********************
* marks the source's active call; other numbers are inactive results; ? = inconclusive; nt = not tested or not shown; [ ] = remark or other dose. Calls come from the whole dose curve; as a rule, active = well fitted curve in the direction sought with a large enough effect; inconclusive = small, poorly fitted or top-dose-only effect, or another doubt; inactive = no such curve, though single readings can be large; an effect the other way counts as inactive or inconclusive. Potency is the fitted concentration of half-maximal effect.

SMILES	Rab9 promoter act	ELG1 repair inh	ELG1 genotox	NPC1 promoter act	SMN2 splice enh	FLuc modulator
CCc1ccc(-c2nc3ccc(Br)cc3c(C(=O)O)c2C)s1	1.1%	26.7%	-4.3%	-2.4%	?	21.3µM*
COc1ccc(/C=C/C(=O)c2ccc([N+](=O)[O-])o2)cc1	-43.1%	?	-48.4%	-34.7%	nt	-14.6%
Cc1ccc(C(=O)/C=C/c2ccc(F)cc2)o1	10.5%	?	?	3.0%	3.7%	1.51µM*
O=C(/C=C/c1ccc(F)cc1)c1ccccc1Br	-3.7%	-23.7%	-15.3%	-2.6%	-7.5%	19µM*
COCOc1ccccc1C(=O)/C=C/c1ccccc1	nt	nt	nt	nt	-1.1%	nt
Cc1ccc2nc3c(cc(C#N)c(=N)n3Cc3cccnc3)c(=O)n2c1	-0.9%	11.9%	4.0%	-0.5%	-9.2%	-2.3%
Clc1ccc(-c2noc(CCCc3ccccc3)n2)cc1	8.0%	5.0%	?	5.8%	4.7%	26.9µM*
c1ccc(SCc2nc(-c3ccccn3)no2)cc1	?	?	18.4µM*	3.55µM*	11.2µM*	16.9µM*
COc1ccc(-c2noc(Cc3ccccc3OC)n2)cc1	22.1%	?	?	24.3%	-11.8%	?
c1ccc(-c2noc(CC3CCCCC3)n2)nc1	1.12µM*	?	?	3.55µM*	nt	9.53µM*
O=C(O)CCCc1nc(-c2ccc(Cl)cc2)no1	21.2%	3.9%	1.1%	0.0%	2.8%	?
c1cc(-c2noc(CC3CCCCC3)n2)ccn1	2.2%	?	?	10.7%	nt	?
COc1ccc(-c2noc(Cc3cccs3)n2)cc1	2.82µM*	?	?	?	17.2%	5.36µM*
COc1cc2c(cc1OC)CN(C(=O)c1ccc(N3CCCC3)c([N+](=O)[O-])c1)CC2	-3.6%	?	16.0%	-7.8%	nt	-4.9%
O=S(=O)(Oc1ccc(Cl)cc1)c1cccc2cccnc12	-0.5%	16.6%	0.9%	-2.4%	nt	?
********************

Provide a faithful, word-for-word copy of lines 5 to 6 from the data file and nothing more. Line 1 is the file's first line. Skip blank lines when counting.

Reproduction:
Cc1ccc(C(=O)/C=C/c2ccc(F)cc2)o1	10.5%	?	?	3.0%	3.7%	1.51µM*
O=C(/C=C/c1ccc(F)cc1)c1ccccc1Br	-3.7%	-23.7%	-15.3%	-2.6%	-7.5%	19µM*